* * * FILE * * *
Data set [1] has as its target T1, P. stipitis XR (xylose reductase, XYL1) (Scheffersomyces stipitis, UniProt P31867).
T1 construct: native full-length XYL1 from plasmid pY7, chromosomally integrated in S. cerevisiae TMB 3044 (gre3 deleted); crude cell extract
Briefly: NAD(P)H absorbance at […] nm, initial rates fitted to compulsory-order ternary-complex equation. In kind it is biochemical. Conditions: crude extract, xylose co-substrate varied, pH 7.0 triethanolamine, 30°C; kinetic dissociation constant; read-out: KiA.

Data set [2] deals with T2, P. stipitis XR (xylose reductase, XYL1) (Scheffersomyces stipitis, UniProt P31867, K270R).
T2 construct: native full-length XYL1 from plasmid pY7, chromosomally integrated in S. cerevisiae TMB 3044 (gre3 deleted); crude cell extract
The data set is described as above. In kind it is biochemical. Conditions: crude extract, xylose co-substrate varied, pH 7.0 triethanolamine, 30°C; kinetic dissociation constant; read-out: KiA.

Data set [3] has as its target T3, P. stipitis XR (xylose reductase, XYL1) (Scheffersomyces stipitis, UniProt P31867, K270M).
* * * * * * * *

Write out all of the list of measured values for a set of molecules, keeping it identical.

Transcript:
Data set [1] has as its target T1, P. stipitis XR (xylose reductase, XYL1) (Scheffersomyces stipitis, UniProt P31867).
T1 construct: native full-length XYL1 from plasmid pY7, chromosomally integrated in S. cerevisiae TMB 3044 (gre3 deleted); crude cell extract
Briefly: NAD(P)H absorbance at […] nm, initial rates fitted to compulsory-order ternary-complex equation. In kind it is biochemical. Conditions: crude extract, xylose co-substrate varied, pH 7.0 triethanolamine, 30°C; kinetic dissociation constant; read-out: KiA.

Data set [2] deals with T2, P. stipitis XR (xylose reductase, XYL1) (Scheffersomyces stipitis, UniProt P31867, K270R).
T2 construct: native full-length XYL1 from plasmid pY7, chromosomally integrated in S. cerevisiae TMB 3044 (gre3 deleted); crude cell extract
The data set is described as above. In kind it is biochemical. Conditions: crude extract, xylose co-substrate varied, pH 7.0 triethanolamine, 30°C; kinetic dissociation constant; read-out: KiA.

Data set [3] has as its target T3, P. stipitis XR (xylose reductase, XYL1) (Scheffersomyces stipitis, UniProt P31867, K270M).